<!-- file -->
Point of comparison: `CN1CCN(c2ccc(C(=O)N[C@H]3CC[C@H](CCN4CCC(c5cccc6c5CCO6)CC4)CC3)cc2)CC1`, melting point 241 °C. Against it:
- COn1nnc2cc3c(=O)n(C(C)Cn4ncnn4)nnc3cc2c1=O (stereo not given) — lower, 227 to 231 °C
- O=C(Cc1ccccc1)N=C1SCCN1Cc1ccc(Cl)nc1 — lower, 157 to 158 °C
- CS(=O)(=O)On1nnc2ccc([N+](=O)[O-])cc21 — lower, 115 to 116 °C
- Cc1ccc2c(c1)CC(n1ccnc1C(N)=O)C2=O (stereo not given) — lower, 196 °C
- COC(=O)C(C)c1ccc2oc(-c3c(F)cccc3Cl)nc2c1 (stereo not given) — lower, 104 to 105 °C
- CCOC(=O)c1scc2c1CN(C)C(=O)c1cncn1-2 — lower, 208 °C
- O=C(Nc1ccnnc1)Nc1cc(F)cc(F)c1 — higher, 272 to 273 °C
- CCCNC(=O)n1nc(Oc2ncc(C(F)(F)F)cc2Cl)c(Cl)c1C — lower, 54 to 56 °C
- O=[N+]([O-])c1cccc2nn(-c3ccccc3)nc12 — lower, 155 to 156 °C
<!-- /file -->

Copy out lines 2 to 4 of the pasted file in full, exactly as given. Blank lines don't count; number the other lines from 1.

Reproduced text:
- COn1nnc2cc3c(=O)n(C(C)Cn4ncnn4)nnc3cc2c1=O (stereo not given) — lower, 227 to 231 °C
- O=C(Cc1ccccc1)N=C1SCCN1Cc1ccc(Cl)nc1 — lower, 157 to 158 °C
- CS(=O)(=O)On1nnc2ccc([N+](=O)[O-])cc21 — lower, 115 to 116 °C